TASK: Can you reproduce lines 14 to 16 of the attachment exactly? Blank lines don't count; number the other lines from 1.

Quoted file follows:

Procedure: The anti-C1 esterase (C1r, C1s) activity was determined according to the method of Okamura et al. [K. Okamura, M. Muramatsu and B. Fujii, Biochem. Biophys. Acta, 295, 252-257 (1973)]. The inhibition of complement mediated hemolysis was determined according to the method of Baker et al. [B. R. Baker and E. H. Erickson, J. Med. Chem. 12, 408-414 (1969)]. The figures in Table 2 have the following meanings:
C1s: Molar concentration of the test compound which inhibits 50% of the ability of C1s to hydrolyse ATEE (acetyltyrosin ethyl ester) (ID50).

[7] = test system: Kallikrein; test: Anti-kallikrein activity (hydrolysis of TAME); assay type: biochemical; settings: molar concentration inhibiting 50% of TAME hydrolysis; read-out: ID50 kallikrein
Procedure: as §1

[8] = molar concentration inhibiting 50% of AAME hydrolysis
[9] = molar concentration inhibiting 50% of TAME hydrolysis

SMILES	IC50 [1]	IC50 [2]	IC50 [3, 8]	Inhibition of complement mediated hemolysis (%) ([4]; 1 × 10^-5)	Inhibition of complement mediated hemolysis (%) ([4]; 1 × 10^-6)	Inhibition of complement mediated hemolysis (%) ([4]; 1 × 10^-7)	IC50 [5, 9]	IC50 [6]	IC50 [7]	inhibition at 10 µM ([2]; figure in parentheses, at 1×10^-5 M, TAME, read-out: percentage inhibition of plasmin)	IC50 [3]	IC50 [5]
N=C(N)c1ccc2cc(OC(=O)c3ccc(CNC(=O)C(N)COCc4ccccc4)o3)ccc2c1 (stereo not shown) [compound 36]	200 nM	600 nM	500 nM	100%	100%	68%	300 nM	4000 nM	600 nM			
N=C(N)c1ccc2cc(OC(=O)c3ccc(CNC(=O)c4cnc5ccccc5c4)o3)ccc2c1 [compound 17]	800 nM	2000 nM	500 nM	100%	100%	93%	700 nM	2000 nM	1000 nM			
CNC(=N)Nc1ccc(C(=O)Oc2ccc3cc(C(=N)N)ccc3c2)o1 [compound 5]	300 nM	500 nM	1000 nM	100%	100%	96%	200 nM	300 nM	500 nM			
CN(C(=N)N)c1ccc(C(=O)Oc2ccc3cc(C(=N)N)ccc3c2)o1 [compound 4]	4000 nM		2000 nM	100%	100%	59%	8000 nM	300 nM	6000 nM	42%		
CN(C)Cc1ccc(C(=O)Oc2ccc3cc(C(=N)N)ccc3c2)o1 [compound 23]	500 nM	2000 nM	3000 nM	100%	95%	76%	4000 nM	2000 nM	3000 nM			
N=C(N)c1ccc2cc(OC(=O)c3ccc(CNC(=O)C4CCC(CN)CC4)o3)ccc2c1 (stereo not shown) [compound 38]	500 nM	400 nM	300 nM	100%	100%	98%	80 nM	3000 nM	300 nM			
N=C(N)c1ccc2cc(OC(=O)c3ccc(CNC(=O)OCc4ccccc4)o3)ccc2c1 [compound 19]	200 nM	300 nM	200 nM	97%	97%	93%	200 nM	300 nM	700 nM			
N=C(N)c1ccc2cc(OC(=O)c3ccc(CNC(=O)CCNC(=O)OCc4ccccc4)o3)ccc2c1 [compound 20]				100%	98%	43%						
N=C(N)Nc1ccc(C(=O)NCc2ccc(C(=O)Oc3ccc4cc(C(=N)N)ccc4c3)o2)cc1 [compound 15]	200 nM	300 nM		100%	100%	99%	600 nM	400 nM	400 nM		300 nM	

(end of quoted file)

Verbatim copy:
N=C(N)c1ccc2cc(OC(=O)c3ccc(CNC(=O)OCc4ccccc4)o3)ccc2c1 [compound 19]	200 nM	300 nM	200 nM	97%	97%	93%	200 nM	300 nM	700 nM			
N=C(N)c1ccc2cc(OC(=O)c3ccc(CNC(=O)CCNC(=O)OCc4ccccc4)o3)ccc2c1 [compound 20]				100%	98%	43%						
N=C(N)Nc1ccc(C(=O)NCc2ccc(C(=O)Oc3ccc4cc(C(=N)N)ccc4c3)o2)cc1 [compound 15]	200 nM	300 nM		100%	100%	99%	600 nM	400 nM	400 nM		300 nM	